One of the most important things a board can do on an annual basis is a self-assessment, or gap analysis. Midyear, just as the nominating committee is forming to seek out new board members is an ideal time to identify needs and opportunities for the recruiting process. It is also a great time for an overall review as most organizations are doing checking progress toward fundraising and program goals that were set in the strategic plan. Additionally, these self-assessments can provide general insight and a scorecard as to how they are doing overall.
Oftentimes, these results serve as a strong launching pad for essential conversations with your board about their self-identified strengths and weaknesses. This process also provides an opening for authentic and productive conversations regarding board results and support for fundraising, committee involvement, recruitment needs, board diversity and so on.
The self-assessment should not feel like something that is punitive or being placed on the board or staff due to any level of dissatisfaction. This can most easily be avoided by making it collaborative from the beginning. As the assessment questionnaire is being drafted, everyone should be invited to provide questions and feedback. Asking the team as a whole will help identify topics that are important to individuals and provide insight to any unintended omissions in the assessment. This will help you build “buy in” and achieve maximum authentic results.
"The key to any board self-assessment is inviting the board to be part of the process from the beginning." -Tammey Grable-Newton, MBA, Founder of TANIANT (click to tweet)
Equally important is letting everyone know the “why” and “how.” This will ensure clear expectations and removes any assumptions. For example, is the organization completing the assessment for recruiting purposes? As part of moving the strategic plan forward? In preparation of the annual board retreat? Or most commonly, all the above?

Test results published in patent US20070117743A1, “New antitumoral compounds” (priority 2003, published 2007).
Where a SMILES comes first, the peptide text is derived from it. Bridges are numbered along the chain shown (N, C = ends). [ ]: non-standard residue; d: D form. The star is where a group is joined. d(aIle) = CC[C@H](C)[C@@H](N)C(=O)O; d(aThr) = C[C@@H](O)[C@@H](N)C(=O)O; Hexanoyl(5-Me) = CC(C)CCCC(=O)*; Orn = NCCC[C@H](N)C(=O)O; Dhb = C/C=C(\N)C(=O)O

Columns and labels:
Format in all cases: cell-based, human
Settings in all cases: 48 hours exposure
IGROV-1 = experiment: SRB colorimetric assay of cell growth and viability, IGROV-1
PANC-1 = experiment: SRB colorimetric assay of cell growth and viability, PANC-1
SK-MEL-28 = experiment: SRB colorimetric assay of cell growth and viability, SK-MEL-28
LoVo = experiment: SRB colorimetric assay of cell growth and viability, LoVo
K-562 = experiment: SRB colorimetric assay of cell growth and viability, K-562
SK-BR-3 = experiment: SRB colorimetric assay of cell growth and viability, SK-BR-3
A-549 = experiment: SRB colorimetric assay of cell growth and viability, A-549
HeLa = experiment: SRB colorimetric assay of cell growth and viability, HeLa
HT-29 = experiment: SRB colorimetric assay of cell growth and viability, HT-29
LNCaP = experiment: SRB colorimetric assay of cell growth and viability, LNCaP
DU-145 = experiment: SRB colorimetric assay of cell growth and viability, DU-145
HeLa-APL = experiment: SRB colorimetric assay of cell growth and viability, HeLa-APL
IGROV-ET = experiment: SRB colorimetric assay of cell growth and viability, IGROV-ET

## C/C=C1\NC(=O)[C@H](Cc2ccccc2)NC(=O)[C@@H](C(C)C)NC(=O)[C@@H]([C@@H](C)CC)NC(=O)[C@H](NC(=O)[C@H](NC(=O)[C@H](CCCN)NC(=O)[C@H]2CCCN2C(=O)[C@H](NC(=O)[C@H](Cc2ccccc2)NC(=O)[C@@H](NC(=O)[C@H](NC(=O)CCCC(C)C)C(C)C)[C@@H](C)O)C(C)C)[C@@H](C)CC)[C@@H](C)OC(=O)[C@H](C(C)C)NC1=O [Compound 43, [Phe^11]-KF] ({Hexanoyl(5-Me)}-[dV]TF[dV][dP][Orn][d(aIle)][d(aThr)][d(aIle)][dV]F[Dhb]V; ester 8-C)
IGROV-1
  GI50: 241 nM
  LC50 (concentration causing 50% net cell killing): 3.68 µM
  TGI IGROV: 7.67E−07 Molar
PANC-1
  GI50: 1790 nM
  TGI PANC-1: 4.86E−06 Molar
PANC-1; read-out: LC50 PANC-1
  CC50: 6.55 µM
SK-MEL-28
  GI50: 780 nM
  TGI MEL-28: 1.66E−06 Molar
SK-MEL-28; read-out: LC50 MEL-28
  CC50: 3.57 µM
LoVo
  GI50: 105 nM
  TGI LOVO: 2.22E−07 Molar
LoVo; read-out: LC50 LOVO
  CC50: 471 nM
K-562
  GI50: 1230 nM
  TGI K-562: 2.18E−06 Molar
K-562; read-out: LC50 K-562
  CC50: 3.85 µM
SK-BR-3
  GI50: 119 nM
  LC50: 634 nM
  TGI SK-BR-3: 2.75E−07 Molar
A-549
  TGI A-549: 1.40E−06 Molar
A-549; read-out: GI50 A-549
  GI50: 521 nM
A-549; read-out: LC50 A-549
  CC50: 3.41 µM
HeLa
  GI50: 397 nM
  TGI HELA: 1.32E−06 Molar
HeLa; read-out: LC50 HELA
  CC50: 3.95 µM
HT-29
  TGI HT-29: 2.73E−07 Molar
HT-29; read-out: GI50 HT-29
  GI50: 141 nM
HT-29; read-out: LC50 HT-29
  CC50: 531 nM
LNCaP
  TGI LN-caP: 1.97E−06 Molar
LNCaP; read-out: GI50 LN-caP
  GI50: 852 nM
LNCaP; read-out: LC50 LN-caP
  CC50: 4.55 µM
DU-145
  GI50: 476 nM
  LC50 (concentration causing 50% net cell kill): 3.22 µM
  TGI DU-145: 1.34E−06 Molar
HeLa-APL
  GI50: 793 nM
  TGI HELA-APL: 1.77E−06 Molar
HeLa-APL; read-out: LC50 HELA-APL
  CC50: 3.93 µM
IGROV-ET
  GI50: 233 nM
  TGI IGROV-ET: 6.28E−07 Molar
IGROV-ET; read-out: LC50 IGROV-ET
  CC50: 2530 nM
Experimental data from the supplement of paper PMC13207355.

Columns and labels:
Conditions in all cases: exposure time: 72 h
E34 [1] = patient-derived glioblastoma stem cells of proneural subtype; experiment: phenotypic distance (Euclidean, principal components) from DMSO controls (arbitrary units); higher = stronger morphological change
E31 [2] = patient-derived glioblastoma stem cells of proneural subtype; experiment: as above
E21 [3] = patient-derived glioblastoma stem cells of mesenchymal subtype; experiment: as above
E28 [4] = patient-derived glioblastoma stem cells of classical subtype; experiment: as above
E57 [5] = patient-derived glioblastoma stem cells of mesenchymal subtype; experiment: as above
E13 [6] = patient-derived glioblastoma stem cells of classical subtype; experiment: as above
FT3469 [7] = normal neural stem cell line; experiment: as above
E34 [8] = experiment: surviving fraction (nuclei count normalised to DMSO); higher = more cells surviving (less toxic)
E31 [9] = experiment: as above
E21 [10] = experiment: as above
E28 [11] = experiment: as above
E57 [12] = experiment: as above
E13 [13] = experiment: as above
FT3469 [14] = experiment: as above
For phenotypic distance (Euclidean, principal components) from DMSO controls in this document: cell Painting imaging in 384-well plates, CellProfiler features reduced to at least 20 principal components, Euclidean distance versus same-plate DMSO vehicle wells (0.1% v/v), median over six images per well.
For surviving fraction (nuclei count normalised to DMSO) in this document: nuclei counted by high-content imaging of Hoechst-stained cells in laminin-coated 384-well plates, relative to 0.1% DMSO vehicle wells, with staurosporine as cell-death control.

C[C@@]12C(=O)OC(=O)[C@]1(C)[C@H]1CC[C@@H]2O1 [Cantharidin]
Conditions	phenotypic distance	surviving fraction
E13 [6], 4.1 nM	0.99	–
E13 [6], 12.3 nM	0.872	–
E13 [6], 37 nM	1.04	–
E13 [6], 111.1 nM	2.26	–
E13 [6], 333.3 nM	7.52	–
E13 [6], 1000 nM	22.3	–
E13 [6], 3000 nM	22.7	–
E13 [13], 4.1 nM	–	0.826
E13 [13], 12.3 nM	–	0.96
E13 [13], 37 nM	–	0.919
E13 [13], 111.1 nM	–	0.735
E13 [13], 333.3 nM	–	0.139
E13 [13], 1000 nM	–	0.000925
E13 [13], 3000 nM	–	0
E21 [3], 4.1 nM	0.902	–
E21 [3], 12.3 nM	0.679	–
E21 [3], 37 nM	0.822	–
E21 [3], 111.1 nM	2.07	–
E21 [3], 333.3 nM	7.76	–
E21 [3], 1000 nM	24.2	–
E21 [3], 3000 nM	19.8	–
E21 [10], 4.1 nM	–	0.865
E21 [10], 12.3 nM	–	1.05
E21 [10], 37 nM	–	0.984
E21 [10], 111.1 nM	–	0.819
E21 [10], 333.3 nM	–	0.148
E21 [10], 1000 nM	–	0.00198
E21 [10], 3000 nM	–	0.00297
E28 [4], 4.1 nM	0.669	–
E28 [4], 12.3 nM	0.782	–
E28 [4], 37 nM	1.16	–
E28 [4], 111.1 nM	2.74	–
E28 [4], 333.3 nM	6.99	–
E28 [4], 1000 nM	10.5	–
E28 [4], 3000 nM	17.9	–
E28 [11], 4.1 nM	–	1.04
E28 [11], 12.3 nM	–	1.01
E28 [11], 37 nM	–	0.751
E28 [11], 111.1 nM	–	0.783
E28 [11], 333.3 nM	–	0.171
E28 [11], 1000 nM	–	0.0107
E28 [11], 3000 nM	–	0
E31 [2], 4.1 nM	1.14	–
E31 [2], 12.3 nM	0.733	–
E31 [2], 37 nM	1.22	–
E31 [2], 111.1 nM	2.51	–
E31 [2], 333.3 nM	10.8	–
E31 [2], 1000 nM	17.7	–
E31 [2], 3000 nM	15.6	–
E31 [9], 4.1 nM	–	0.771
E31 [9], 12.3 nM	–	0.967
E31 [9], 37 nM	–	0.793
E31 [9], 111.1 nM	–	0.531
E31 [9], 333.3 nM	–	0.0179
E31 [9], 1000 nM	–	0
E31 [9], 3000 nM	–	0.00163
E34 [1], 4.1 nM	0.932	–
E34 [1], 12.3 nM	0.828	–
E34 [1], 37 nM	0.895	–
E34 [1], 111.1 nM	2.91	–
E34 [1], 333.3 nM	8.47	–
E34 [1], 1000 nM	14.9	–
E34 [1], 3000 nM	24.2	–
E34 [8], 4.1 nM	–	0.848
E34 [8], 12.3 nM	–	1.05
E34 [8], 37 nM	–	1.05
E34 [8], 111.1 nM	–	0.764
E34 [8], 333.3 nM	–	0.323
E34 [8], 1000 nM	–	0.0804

Key Assessment Tools
One of the simpler tools to use is a skills matrix. These are easy to complete and will help establish gaps that will help focus your board recruitment efforts. For example: Does your organization have board members leaning heavily from one industry? Is there an opportunity to add diversity in age or ethnicity? Do you have board members that represent the community or communities your organization serves?
The next tool is your self-evaluation questionnaire. In general, the questionnaire should have questions pertaining to five major areas:
Individual board member performance,
Feedback for the executive director/CEO and
Feedback for the board chair
Take care to craft questions that provide insight but don’t steer answers toward a predetermined outcome.
How Should I Gather the Information?
Some utilize online survey tools, others provide a printed form and others, provide both so that the board member can utilize the tool they prefer. There is no wrong answer. The best way to gather the information is simply in the method, or methods, that will provide the most feedback.